Book 50% Gains With This Energy Growth Stock

Zachary is a member of The Motley Fool Blog Network -- entries represent the personal opinion of the blogger and are not formally edited.

Shares of SM Energy (NYSE: SM) are likely to increase by 50% over the next year as the company continues to execute on its robust growth strategy.
 
The company is a rapidly growing energy producer which operates strictly onshore in the continental US. Over the past several quarters, its earnings have been rapidly improving as SM Energy dramatically increased production.
 
Over the next few quarters, analysts and investors will be forced to incorporate accelerating growth expectations for this company. As a result, demand for the stock will increase, and I expect the stock price to trade up to a target of $94.50 per share.
 
Picking up shares of this stock today will give investors a great shot at generating profits of 50%.
 
Record production boosts expectations
 
In the first quarter of 2013, SM Energy produced a record 10.3 million barrels of oil equivalent (MMBOE), which was at the top end of management's guidance.  
 
As part of the company's Q1 report, management issued guidance for further growth in the second quarter and throughout the year. For the second quarter, management expects to produce 10.5 to 11.0 MMBOE, and for the full year SM Energy should produce 42.8 to 44.5 MMBOE.
 
With natural-gas prices still relatively low, SM Energy will focus on increasing production of its liquids portfolio. This makes sense given the current energy pricing environment, and also saves the company's natural-gas assets for future periods when natural-gas pricing improves.
 
As I mentioned in my Anadarko Petroleum article, natural-gas pricing is expected to increase as the Department of Energy shifts its stance on liquid natural gas (LNG) export facilities. Over the next few years, the new export policy should boost US natural-gas prices, which in turn will benefit producers like SM Energy.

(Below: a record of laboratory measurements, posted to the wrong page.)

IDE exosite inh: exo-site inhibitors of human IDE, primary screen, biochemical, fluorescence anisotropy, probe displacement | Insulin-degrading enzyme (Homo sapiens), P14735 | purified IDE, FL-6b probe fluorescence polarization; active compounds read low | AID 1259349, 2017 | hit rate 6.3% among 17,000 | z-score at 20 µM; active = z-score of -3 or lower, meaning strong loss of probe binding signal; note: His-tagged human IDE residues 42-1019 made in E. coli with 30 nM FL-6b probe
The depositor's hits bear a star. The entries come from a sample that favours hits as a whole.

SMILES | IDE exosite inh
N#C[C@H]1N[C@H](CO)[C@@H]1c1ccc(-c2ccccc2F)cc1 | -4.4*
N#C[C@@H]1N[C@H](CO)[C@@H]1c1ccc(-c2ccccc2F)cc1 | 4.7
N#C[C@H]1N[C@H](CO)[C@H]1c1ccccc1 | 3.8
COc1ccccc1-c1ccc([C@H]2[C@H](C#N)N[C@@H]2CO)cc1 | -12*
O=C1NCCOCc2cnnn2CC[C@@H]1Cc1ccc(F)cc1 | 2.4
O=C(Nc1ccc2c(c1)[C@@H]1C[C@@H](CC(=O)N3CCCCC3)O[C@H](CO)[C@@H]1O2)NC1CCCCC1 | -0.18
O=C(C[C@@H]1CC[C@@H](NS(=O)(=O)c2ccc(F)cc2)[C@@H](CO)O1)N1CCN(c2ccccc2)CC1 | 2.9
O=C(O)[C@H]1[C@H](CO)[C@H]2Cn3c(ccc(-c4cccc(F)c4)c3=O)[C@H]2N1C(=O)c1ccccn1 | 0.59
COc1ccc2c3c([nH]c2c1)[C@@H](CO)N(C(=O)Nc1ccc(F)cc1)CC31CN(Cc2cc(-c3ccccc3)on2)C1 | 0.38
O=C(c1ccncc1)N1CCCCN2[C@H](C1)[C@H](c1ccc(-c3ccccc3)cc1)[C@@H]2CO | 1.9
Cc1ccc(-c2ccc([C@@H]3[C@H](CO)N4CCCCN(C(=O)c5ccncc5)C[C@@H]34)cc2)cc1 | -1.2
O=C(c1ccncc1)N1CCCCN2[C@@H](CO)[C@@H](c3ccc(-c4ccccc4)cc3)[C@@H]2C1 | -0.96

As a result of the strong first-quarter performance, analysts are increasing their estimates for SM Energy, as you can see in the table below.
 
 
A dramatic increase in analyst expectations can be very positive for a company's stock-price performance. This dynamic indicates that investors are behind the curve in terms of assessing a company's growth prospects and as new data is evaluated, demand for the stock can increase significantly.
 
As SM Energy increases production, analysts are now expecting the company to earn $3.10 in 2013 followed by a 22% increase in earnings to $3.78 in 2014. It is reasonable to expect the estimates to continue to increase as new information is analyzed, but we'll use the 2014 estimate of $3.78 to be conservative. 
 
With the company growing earnings at a 22% annual rate, investors should be willing to pay at least 20 times earnings for this growth opportunity. (Investors are currently paying more than 20 times 2013 earnings for the stock, so this valuation seems more than reasonable.)
 
This leads to an expected stock price of $94.50 (20 times earnings of $3.78), which should be reached sometime in the next 12 months. This represents a gain of 50% from the current stock price, and may wind up being a very conservative expectation.
 
Ahead of the competition 
 
Not all US energy producers have the same type of growth profile that SM Energy enjoys.